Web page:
Last night’s Living Room, our third edition in our new home, was another satisfying exchange of original work, and one poem from one of the best-known NW poets.

Remember, Living Room is a writer’s critique circle happening every Tuesday starting at 7P at the Columbia City Cinema, 4816 Rainier AV S. in the 2nd floor lounge.

Toby Steers was the first to join Meredith and me in the circle. A first-timer, his gf was kind enough to point him to SPLAB. He read a food-oriented blog piece that was intelligent and humorous, with the occasional quirky leap. For instance, he mentioned syphilis in a passage. You don’t expect that in a discussion of food! (Toby can certainly link to the piece he read once it’s on-line.) In the meantime, check out his food blog: and scroll down to see the line: “hell is other people’s kitchens.”

Ramon Hildreth is getting back into his poetry practice. He took the Link from SeaTac and read a Richard Hugo poem entitled:

The Colors of a Bird

A bird sails from the hole in that high stone
circles once and glides down, humming
with his wings He seemed white half-
way up, but green now as he ticks
the river. No one doubts the water.
It will eat the best men from the sky.

Gold. Not gold, but blue. The tan bird
in and out of sunlight hugs the stream.
Now he uses cedar bark for amber,
takes the color of a hostile man.
He has no taste. How satisfied he seems
anywhere he flies throughout the spectrum.

He found shades of pink in Italy.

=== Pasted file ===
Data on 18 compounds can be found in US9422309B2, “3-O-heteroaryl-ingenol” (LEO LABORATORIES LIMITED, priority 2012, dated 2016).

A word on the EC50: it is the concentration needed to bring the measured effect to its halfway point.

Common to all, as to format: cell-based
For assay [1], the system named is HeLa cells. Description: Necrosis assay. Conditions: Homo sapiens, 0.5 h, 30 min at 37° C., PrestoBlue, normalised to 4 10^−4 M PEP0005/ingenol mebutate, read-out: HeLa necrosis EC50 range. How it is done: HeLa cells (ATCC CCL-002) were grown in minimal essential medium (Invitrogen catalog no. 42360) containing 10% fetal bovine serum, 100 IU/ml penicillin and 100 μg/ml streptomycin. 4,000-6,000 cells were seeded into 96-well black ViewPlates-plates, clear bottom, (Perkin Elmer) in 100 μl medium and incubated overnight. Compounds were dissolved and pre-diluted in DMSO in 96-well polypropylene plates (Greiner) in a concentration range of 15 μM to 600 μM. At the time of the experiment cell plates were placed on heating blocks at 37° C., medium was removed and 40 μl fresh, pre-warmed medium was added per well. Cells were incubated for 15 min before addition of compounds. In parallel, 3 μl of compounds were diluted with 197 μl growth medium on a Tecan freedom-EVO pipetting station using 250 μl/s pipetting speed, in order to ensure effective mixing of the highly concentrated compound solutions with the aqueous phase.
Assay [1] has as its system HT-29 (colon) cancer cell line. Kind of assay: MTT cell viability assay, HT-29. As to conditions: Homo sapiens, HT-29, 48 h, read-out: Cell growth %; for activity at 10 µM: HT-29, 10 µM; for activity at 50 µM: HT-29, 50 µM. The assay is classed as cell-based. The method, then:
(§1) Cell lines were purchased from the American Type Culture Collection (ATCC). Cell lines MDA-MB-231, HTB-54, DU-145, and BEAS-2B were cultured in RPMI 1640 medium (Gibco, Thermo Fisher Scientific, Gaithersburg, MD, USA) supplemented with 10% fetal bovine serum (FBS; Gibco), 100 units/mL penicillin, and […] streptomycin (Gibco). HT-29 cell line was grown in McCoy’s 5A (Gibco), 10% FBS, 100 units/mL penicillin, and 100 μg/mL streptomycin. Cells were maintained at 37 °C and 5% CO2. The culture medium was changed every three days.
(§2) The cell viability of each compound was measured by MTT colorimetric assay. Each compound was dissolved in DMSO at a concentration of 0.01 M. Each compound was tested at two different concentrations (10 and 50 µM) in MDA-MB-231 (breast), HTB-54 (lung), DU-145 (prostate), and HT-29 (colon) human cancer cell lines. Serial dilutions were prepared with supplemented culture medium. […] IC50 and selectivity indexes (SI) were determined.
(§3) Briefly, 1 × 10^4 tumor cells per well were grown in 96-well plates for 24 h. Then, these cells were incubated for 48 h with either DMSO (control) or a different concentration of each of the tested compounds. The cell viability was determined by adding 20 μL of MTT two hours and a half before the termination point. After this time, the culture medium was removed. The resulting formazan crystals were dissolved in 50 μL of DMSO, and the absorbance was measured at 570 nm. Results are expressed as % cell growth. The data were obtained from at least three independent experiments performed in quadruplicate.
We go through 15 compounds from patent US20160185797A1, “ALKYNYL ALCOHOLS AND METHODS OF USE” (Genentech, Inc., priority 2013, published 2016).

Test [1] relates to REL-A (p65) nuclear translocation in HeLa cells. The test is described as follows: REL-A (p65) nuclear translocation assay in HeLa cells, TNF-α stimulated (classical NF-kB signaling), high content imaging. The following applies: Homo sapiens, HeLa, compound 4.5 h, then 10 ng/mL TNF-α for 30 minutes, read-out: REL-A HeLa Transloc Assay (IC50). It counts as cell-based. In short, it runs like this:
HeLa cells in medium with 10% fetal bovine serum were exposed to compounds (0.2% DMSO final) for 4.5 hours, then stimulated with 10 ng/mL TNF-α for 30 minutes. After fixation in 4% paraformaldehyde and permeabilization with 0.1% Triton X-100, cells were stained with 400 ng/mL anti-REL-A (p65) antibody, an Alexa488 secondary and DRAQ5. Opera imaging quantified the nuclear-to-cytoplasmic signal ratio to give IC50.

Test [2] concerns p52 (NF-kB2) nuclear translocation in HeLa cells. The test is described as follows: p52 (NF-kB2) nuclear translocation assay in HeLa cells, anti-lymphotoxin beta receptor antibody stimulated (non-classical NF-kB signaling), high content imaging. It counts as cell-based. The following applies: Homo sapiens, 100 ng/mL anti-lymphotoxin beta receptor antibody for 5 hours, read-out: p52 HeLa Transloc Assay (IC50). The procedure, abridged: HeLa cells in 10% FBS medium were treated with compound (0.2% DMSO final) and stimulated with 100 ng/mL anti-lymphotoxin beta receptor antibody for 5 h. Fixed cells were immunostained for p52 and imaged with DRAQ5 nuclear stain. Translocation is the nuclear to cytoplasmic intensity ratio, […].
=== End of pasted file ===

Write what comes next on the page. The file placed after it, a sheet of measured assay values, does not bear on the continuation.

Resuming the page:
Man can give one color only,
promise birds a perfect afternoon:
trout and worm, a coy girl brought to answer
in the grass. The bird will never brown
hoping for the sun this river flicks.

The red bird sweeps the evening water flat.
Picnics never work. The army
separates in current as they drown.
Now the laughing black bird draws
a hectic line of nothing on the air
and drives relieved into the rock dark.

I was reminded of Olson quoting Pound’s distaste for picnics when Olson visited him at St. Elizabeth’s. A quote from Maximus, right? (Am blogging at sbux, so no access to my library.) Olson also said present tense is the tense of the mythic & this poem is very much written in the moment, in a meter that is palpable and yet natural. Ramon used the line: It will eat the best men from the sky as an epigraph for a poem he just sent me and may read in the Living Room in the future.

Darla DeFrance read from her memoir about her time doing ministry for sailors in the NY Port Authority in the months after 911. Another first-time Living Room attendee, she heard about it via the Columbia City Wiki. (How cool is this neighborhood?) She could have read a lot longer, the use of language intelligent and the flow quite palpable. But it can be nerve-wracking to expose your work in front of strangers. We try to make it easy at the Living Room.

I read two older pieces I have never yet unveiled, based on a project I started after finishing .
A Time Before Slaughter
. More on that later, as the series is not finished, but Living Room attendees get an early glimpse.

Am still thinking about a quote George Bowering made about Fred Wah, and which we mulled in the Living Room a week ago:

“It is no secret that Wah derived early sensibility from Charles Olson & Ed Dorn, poets who found ineluctable relationships between a sense of place as signified, & the projection of the body’s consciousness as signifier.”

I’ve an email into George about this. More should it arrive.

Hope to see you in the Living Room.